Teaching and learning algebra has undergone a critical transformation in the US over the last two decades. Recognizing that historical paths to algebra have been largely unsuccessful in terms of students’ achievement in algebra, mathematics education scholars have increasingly advocated that algebra be re-conceptualized in school mathematics as a longitudinal, grades K-12 strand of thinking. In particular, scholars advocate that students have long-term, sustained algebra experiences in school mathematics, *beginning in the elementary grades*, that build their natural, informal intuitions about structure and relationships into formalized ways of mathematical thinking.

Along these lines, early algebra research has provided us with important evidence regarding children’s ability to think algebraically**. **However, the majority of this work might not be viewed as sufficiently comprehensive in its approach in that the research has often focused on specific early algebraic domains to the exclusion of others (e.g., functional thinking vs. generalized arithmetic). Moreover, such research has not yet systematically addressed how the development of children’s algebraic thinking impacts their understanding of core algebraic concepts in comparison to students who receive more traditional arithmetic-based instruction. Indeed, a fundamental assumption of early algebra education is that it will increase children’s understanding of algebraic concepts and, ultimately, improve their success in the study of more advanced mathematics—particularly algebra—in secondary grades. To date, however, this premise is largely untested. In a series of three related projects (described below), we are seeking to address this premise.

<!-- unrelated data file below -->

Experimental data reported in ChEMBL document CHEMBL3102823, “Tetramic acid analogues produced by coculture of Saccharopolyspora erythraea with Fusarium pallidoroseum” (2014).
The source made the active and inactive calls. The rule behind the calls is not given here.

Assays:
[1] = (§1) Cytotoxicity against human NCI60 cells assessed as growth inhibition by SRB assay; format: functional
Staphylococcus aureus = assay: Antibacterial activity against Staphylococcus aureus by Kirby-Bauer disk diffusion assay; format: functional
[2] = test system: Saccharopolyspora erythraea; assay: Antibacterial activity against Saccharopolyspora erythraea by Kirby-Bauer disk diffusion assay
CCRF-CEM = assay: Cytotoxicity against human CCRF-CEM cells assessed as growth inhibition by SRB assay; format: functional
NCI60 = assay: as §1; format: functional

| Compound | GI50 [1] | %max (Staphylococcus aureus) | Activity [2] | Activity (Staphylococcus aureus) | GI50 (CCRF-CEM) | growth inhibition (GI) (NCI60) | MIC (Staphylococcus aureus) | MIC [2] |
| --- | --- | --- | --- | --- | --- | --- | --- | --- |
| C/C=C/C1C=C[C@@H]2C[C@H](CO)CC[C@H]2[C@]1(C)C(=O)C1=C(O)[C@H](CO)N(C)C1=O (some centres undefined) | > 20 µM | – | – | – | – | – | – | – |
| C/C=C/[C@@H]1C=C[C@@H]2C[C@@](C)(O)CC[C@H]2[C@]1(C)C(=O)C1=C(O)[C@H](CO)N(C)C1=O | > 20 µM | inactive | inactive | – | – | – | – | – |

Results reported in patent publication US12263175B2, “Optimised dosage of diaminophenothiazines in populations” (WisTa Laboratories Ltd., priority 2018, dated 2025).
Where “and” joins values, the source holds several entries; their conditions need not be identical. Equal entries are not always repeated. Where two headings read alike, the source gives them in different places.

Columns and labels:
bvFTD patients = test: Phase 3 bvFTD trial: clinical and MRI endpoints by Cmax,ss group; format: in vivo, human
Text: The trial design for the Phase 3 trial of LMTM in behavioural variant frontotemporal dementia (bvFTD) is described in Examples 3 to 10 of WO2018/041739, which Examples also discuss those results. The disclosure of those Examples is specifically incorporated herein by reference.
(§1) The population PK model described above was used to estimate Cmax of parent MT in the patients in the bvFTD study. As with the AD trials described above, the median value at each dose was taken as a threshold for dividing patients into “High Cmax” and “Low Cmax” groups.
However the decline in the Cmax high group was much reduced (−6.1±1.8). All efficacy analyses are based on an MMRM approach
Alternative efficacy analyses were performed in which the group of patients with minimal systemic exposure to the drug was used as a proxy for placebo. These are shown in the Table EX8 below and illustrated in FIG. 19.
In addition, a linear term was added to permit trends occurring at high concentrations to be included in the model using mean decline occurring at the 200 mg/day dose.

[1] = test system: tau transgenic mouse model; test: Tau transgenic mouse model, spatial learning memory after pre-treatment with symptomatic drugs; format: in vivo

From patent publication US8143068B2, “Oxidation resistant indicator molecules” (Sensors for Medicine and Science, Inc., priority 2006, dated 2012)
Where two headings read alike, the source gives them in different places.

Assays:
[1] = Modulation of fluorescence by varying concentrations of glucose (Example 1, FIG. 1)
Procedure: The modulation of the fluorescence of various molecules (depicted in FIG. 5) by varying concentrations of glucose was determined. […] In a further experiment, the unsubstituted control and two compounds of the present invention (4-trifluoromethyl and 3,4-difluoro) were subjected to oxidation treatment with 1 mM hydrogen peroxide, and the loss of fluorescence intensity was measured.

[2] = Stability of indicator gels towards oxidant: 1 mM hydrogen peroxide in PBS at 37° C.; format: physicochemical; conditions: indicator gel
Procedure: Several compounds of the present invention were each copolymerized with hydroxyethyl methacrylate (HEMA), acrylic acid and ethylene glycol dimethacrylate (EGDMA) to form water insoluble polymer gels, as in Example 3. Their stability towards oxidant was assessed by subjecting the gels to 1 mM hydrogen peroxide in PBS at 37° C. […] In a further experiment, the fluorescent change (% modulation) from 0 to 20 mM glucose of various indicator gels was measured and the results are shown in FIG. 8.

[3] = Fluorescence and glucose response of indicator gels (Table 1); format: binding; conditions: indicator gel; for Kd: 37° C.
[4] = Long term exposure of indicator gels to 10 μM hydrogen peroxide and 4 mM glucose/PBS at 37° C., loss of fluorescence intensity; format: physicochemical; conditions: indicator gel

In our first project, *Developing Algebra-Ready Students for Middle School: Exploring the Impact of Early Algebra*, we constructed an Early Algebra Learning Progression [EALP] consisting of a curricular framework and progression developed by coordinating research, curricular, and mathematical perspectives; a Grades 3-5 instructional sequence based on the framework and progression; associated assessments; and levels of sophistication describing strategies observed in children’s mathematical work. We also conducted a preliminary study to examine the impact of our EALP’s instructional intervention as measured by our assessments.

In our second project, *The Impact of Early Algebra on Students’ Algebra-Readiness*, we utilized the tools developed in the first project to conduct a small scale, quasi-experimental, longitudinal study of our EALP’s instructional intervention in Grades 3-5. In particular, we compared the performance of students who received the early algebra intervention to students who received more traditional elementary grades instruction.

In our third project, *The Impact of a Teacher-Led Early Algebra Intervention on Children’s Algebra-Readiness for Middle School*, we are scaling up our work in the second project to a much larger number of schools and classrooms and are studying the effectiveness of our EALP’s instructional intervention when implemented by regular classroom teachers.